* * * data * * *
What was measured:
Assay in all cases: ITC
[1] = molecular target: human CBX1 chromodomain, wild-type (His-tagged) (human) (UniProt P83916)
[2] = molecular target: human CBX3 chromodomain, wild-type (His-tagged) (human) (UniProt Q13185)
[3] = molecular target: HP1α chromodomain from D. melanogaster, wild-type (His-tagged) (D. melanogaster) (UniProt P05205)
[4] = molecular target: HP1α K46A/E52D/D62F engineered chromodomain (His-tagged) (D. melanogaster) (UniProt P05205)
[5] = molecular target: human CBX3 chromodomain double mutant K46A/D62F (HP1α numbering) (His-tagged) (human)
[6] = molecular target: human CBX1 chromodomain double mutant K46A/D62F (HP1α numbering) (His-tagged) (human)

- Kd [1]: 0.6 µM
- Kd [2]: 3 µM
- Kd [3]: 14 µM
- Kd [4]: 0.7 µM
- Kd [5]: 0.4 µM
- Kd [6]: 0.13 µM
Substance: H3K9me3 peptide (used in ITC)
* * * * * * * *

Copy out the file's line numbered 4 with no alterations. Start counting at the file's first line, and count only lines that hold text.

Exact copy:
[2] = molecular target: human CBX3 chromodomain, wild-type (His-tagged) (human) (UniProt Q13185)